I have two doubts on the initial statements on this proof of the completeness of $l^1$.

enter image description here

I don't understand why we can say that the sequence $x_k^{(n)}$ is a Cauchy sequence in $R$. I understand that $|x_k^{(n)} - x_k^{(m)}| \le \epsilon$, my doubt is that $x^{(n)}$ and $x^{(m)}$ are two different sequences.

When defining a Cauchy sequence in $R$ we say that a sequence is Cauchy if if for every positive real number $\epsilon_1$, there is a positive integer $N$ such that for all natural numbers $m, n > N$ $$|x_m - x_n| < \varepsilon $$

In this case the distance is between elements of the same sequence. In the proof we have that the components of different sequences can be made arbitrary small. I hope I have made clear what is confusing me.

The other doubt is that I do not understand why we suspect $X$ to be the limit of the sequence $X_n$, what makes us suspect that? Maybe solving my previous doubt will help me understand this.

  • $\begingroup$ The first part: It is Cauchy because $|x_k^{(n)}-x_k^{(n)}|\leq\|X_n-X_m\|$ by the definition of $\|X_n-X_m\|$ and it follows since $\{X_i\}$ is Cauchy under the norm metric. $\endgroup$ – Thomas Andrews Oct 5 '15 at 19:23
  • 1
    $\begingroup$ Not sure this can be helpful, but there is a previous question on mine that addresses this proof in some detail (by following Kreyszig's book, which is very nice in terms of notation, that can become a bit cumbersome when addressing this problem): math.stackexchange.com/questions/1096253/… $\endgroup$ – Kolmin Oct 5 '15 at 19:24
  • $\begingroup$ Do you know the term "metric spaces"? I might be able to clarify if you do. @Monolite $\endgroup$ – Thomas Andrews Oct 5 '15 at 19:25
  • $\begingroup$ @ThomasAndrews thank you for your answer, a set with a distance function defined on it? I still have the doubt that $x^{(n)}$ and $x^{(m)}$ belong to two different sequences. $\endgroup$ – Monolite Oct 5 '15 at 19:31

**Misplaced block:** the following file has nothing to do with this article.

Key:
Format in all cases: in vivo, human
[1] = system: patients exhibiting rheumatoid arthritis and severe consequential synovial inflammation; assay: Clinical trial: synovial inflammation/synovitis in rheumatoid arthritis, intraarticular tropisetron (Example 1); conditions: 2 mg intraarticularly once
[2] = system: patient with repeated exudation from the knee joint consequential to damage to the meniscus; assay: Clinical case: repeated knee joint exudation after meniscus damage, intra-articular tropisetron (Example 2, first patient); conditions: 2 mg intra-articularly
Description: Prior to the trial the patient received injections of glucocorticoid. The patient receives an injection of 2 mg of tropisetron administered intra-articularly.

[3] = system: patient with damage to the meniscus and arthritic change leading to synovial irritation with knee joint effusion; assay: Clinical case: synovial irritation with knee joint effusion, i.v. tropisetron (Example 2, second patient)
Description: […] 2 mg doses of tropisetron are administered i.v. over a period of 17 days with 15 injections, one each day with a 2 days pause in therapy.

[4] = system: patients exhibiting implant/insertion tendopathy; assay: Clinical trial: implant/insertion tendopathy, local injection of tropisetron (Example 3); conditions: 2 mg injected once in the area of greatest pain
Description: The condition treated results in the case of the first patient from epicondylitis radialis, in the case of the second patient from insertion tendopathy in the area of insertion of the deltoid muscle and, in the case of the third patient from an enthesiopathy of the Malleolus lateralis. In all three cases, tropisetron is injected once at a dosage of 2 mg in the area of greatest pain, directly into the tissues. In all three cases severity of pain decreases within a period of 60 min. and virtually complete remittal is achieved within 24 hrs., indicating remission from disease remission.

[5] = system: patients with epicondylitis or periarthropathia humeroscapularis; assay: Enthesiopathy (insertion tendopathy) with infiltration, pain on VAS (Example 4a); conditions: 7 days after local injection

• $\begingroup$ Yeah, the problem is the notation - dealing with sequence of sequences. $\endgroup$ – Thomas Andrews Oct 5 '15 at 19:47

I'm going to start from the general, then move to the specific, because part of the confusion is the notation of sequences of sequences.

In general, let $U,V$ be two metric spaces. Let $f:U\to V$ be defined so that $$d_V(f(u_1),f(u_2))\leq d_U(u_1,u_2)$$ for all $u_1,u_2\in U$. It is easy to prove that such a function is continuous.

Under these conditions, if $\{u_i\}$ is a Cauchy sequence in $U$, then we can show that $\{f(u_i)\}$ is a Cauchy sequence in $V$.

Now, in the above case, $U=\ell^1$ and $V=\mathbb R$, and $f=f_k$ is defined on $\ell^1$ as:

$$f_k(\{x_i\}_{i=1}^\infty) = x_k$$

All that the proof above is saying is that $f_k$ has this property, and thus if $X_1,\dots,X_n,\dots$ is Cauchy in $\ell^1$ then $f_k(X_1),\dots,f_k(X_n),\dots$ is Cauchy in the real numbers.

As for the question about why we "suspect." Go back to the general case. If $V$ is complete, and $u_1,\dots,u_n,\dots$ is Cauchy in $U$, then if it converges to $u\in U$, we'd have to have $\lim f(u_n)=f(u)$ since such $f$ is continuous.

In our specific case, if $X_n$ converges to $X\in\ell^1$, we'd have to have $f_k(X_n)\to f_k(X)$ for all $k$ - that is, we'd have to get the same result as component-wise convergence.

That's actually stronger than suspicion, then, because we see that the "component-wise" $X$ is the only possible candidate for the limit. But it still doesn't prove that it is the limit. We have not even yet shown that the component-wise limit is in $\ell^1$.

  • 1
    $\begingroup$ (Sorry, originally wrote "vector spaces" when I meant "metric spaces.") $\endgroup$ – Thomas Andrews Oct 5 '15 at 19:53
  • $\begingroup$ Oh so the sequence that we prove is cauchy is the sequence of elements at the $k$ spot of a given sequence $\in l^1$. Right? Thanks a bunch. And you totally demystified the "suspect" part. $\endgroup$ – Monolite Oct 5 '15 at 20:05
  • 1
    $\begingroup$ Right. If you write each $X_i$ as a row, and write $X_{i+1}$ right under $X_i$, then the $k$ is the column, and we are looking at the sequence going down that column. The above proves that if $\{X_i\}$ is a Cauchy sequence in $\ell^1$, then the columns are Cauchy sequences in $\mathbb R$. $\endgroup$ – Thomas Andrews Oct 5 '15 at 20:07

Your Answer

By clicking “Post Your Answer”, you agree to our terms of service, privacy policy and cookie policy

Not the answer you're looking for? Browse other questions tagged or ask your own question.